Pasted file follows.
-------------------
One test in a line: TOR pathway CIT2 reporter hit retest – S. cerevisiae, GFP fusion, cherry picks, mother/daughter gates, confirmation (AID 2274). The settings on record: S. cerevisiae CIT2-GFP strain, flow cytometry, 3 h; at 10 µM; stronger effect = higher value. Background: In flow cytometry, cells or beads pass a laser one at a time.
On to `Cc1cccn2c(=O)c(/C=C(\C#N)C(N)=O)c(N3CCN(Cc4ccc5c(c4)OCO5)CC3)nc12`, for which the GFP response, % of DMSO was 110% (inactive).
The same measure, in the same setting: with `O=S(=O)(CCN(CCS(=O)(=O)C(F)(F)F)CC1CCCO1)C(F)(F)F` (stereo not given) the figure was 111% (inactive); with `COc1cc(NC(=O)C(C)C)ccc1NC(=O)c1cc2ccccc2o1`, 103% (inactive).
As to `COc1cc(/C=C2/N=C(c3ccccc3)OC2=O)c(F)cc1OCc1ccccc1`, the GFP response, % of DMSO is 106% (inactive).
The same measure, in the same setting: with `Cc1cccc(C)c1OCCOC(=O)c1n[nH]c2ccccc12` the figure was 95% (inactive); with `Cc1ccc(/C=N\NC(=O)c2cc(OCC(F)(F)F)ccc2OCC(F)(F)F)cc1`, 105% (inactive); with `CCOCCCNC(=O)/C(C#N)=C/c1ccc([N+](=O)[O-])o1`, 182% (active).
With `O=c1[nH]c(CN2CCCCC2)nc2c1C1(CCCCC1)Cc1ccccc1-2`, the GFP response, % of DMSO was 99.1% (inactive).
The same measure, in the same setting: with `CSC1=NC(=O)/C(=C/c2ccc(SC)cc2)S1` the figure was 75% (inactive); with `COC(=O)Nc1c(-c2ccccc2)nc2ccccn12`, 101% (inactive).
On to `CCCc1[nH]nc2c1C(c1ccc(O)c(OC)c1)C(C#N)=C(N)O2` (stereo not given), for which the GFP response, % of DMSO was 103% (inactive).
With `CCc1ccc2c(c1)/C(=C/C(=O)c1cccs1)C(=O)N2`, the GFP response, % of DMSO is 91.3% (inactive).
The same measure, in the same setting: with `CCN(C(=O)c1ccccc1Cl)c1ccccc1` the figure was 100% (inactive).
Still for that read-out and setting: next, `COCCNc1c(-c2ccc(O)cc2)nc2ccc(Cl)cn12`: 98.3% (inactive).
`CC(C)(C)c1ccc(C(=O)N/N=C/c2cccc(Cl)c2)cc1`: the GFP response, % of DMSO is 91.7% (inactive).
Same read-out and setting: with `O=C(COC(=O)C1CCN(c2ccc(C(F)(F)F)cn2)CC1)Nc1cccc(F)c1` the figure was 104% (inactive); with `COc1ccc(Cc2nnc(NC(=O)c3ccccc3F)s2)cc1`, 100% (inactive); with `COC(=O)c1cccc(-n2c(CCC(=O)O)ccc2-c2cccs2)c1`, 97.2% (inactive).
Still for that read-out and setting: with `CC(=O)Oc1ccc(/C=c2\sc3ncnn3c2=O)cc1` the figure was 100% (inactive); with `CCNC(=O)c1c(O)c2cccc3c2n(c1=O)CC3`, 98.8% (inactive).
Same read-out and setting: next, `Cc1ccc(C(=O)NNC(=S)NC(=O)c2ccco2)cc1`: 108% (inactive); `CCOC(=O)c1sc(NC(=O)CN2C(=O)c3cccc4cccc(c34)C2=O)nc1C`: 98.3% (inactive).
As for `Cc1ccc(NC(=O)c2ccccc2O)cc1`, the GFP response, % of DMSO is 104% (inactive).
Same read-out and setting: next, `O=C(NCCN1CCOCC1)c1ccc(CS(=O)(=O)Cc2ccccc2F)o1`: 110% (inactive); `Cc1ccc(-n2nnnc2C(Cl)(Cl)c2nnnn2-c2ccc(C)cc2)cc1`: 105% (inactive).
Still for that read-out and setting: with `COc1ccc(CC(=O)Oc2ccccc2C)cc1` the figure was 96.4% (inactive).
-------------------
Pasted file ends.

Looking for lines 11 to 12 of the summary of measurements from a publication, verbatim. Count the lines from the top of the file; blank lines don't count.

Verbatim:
Still for that read-out and setting: next, `COCCNc1c(-c2ccc(O)cc2)nc2ccc(Cl)cn12`: 98.3% (inactive).
`CC(C)(C)c1ccc(C(=O)N/N=C/c2cccc(Cl)c2)cc1`: the GFP response, % of DMSO is 91.7% (inactive).